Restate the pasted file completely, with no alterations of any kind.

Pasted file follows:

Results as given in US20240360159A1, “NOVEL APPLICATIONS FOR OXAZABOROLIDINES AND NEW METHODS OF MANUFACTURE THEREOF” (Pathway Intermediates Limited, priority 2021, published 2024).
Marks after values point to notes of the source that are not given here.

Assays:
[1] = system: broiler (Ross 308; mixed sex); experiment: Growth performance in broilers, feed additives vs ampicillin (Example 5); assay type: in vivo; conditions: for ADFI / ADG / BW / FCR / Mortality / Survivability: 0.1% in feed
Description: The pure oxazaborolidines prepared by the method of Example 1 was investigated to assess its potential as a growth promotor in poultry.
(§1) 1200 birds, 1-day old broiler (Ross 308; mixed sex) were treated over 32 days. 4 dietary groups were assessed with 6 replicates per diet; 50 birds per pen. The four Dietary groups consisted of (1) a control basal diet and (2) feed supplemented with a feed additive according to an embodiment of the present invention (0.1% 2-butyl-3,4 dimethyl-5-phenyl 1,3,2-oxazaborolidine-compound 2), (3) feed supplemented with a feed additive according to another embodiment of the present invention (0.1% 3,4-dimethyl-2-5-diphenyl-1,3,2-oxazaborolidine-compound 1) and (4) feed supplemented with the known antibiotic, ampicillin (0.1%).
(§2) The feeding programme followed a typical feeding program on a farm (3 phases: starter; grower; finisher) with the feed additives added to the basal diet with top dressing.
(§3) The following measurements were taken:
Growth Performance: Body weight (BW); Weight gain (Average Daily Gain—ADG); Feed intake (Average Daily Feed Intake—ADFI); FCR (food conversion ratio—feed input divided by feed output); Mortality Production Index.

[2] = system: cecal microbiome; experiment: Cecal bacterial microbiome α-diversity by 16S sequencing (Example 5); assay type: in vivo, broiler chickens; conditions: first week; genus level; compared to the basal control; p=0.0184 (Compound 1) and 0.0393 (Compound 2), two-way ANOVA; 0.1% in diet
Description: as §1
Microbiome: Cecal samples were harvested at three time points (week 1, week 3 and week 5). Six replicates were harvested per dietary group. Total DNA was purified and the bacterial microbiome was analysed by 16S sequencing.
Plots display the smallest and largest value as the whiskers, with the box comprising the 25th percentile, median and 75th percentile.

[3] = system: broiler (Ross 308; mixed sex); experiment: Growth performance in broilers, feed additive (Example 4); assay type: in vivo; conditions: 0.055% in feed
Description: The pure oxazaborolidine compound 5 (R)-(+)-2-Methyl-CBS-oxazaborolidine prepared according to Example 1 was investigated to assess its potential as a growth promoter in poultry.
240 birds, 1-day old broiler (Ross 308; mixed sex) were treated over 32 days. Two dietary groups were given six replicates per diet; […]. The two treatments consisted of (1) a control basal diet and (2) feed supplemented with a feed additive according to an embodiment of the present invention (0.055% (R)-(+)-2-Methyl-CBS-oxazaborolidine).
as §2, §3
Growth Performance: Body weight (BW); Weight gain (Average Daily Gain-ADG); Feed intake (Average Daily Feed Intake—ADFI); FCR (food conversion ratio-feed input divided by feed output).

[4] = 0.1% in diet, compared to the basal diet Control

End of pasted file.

Results as given in US20240360159A1, “NOVEL APPLICATIONS FOR OXAZABOROLIDINES AND NEW METHODS OF MANUFACTURE THEREOF” (Pathway Intermediates Limited, priority 2021, published 2024).
Marks after values point to notes of the source that are not given here.

Assays:
[1] = system: broiler (Ross 308; mixed sex); experiment: Growth performance in broilers, feed additives vs ampicillin (Example 5); assay type: in vivo; conditions: for ADFI / ADG / BW / FCR / Mortality / Survivability: 0.1% in feed
Description: The pure oxazaborolidines prepared by the method of Example 1 was investigated to assess its potential as a growth promotor in poultry.
(§1) 1200 birds, 1-day old broiler (Ross 308; mixed sex) were treated over 32 days. 4 dietary groups were assessed with 6 replicates per diet; 50 birds per pen. The four Dietary groups consisted of (1) a control basal diet and (2) feed supplemented with a feed additive according to an embodiment of the present invention (0.1% 2-butyl-3,4 dimethyl-5-phenyl 1,3,2-oxazaborolidine-compound 2), (3) feed supplemented with a feed additive according to another embodiment of the present invention (0.1% 3,4-dimethyl-2-5-diphenyl-1,3,2-oxazaborolidine-compound 1) and (4) feed supplemented with the known antibiotic, ampicillin (0.1%).
(§2) The feeding programme followed a typical feeding program on a farm (3 phases: starter; grower; finisher) with the feed additives added to the basal diet with top dressing.
(§3) The following measurements were taken:
Growth Performance: Body weight (BW); Weight gain (Average Daily Gain—ADG); Feed intake (Average Daily Feed Intake—ADFI); FCR (food conversion ratio—feed input divided by feed output); Mortality Production Index.

[2] = system: cecal microbiome; experiment: Cecal bacterial microbiome α-diversity by 16S sequencing (Example 5); assay type: in vivo, broiler chickens; conditions: first week; genus level; compared to the basal control; p=0.0184 (Compound 1) and 0.0393 (Compound 2), two-way ANOVA; 0.1% in diet
Description: as §1
Microbiome: Cecal samples were harvested at three time points (week 1, week 3 and week 5). Six replicates were harvested per dietary group. Total DNA was purified and the bacterial microbiome was analysed by 16S sequencing.
Plots display the smallest and largest value as the whiskers, with the box comprising the 25th percentile, median and 75th percentile.

[3] = system: broiler (Ross 308; mixed sex); experiment: Growth performance in broilers, feed additive (Example 4); assay type: in vivo; conditions: 0.055% in feed
Description: The pure oxazaborolidine compound 5 (R)-(+)-2-Methyl-CBS-oxazaborolidine prepared according to Example 1 was investigated to assess its potential as a growth promoter in poultry.
240 birds, 1-day old broiler (Ross 308; mixed sex) were treated over 32 days. Two dietary groups were given six replicates per diet; […]. The two treatments consisted of (1) a control basal diet and (2) feed supplemented with a feed additive according to an embodiment of the present invention (0.055% (R)-(+)-2-Methyl-CBS-oxazaborolidine).
as §2, §3
Growth Performance: Body weight (BW); Weight gain (Average Daily Gain-ADG); Feed intake (Average Daily Feed Intake—ADFI); FCR (food conversion ratio-feed input divided by feed output).

[4] = 0.1% in diet, compared to the basal diet Control